Survivor speaks up about stigma of stroke recovery
Stroke Recovery Association of Manitoba peer support and programs made Allison Staff 'feel normal again'
When Allison Staff suffered a stroke, it left her unable to see, walk or talk.
But she could still hear. And what she heard around her was chilling.
"I could hear the doctor saying to my dad he's not sure how bad my stroke was, and my dad saying, 'Just maybe let her go then,'" Staff said. "I could hear all this and … I couldn't respond."
That's just one of the traumatic memories Staff continues to live with. It's also one reason she's now a strong advocate for the Stroke Recovery Association of Manitoba (SAM), an advocacy and support agency made up of Manitobans affected by strokes.
"When you lose your mobility and your livelihood overnight, you need support. You need a stroke recovery resource centre," Staff said. "And yet it's so little known."
I went from someone who felt valuable and productive to a person who couldn't even respond properly to a question. I was so embarrassed.- Allison Staff
Staff's life was turned upside down in 2002. She was just 39, living in Yellowknife, part owner of a cab company and a single parent.
One morning, while driving to a coffee shop, her entire body suddenly seized up. She couldn't see. She couldn't cry for help.
Her foot slammed on the gas pedal.
"My passenger just kicked my foot off the gas," she said. "Because I couldn't; I couldn't move it."
In days her vision returned, but that was all. She had to learn how to walk again and talk again, and even learn to read again.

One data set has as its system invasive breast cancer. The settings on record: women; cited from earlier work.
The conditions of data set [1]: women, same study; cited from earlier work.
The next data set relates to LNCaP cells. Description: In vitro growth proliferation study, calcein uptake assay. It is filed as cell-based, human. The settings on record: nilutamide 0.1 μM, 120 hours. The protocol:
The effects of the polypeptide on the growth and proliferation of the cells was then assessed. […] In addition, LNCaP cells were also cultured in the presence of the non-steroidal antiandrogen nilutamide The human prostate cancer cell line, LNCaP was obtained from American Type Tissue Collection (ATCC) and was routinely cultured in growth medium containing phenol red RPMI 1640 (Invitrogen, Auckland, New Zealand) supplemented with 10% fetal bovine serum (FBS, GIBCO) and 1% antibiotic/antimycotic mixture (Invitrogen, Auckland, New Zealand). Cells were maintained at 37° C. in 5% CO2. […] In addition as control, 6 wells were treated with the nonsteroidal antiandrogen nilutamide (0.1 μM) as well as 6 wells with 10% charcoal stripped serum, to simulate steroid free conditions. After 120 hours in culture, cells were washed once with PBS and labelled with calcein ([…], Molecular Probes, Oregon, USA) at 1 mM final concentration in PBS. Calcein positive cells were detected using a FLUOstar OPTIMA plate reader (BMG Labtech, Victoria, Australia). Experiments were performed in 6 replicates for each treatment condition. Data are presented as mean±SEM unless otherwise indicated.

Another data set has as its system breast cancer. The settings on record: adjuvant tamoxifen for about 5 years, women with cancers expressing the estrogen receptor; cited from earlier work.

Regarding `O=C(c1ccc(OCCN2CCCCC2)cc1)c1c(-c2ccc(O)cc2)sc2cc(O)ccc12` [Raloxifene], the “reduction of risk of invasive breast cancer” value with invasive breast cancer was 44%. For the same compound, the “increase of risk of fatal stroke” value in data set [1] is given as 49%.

"I went from someone who felt valuable and productive to a person who couldn't even respond properly to a question," Staff said. "I was so embarrassed. I didn't even want my best friend to know that I couldn't read or write anymore."
Eventually, she moved back to Manitoba, where family supported her on the long road to recovery.
It was not until 2017 that she learned about the Stroke Recovery Association of Manitoba, a small, non-profit agency that provides peer support, advocacy and programs like Speak Easy.
"Speak Easy means just that.… You can meet, visit and not worry about slurring words or stumbling words, because everyone there does," she said. "For the first time in years, I felt normal."
2,000 Manitobans suffer strokes each year
Andrew Tunney, with the Stroke Recovery Association of Manitoba, said each year, approximately 2,000 Manitobans suffer a stroke, but they're the only local charity that works specifically with stroke survivors to help them "gain some form of normalcy in life once you leave the hospital … to cope and continue with what we call the 'new you.'"
Staff's now using her new-found voice to spread the word about SAM. Though it's been in existence for decades (originally called the Manitoba Stroke Club, it was created by a pair of stroke survivors in 1969), few people are aware of it, Staff said.
"People confuse us with heart and stroke [agencies]," she said.
In June, Staff is taking part in a fundraising walk and wheel(chair)athon for SAM. She hopes other stroke survivors will join them.
In the meantime, she said, life is good again.
When she's tired she still has trouble speaking. When she's nervous she sometimes gets confused. Her right arm still doesn't work to capacity. But she went back to school, got a degree and is now a practising social worker.
She's grateful for it all.
"I learned how to walk and talk and read and write again," Staff said. "I'll never take it for granted again."
The SAM Annual Walk and Wheel takes place June 24 at Provencher Park in Winnipeg. For more information, contact the Stroke Recovery Association of Manitoba.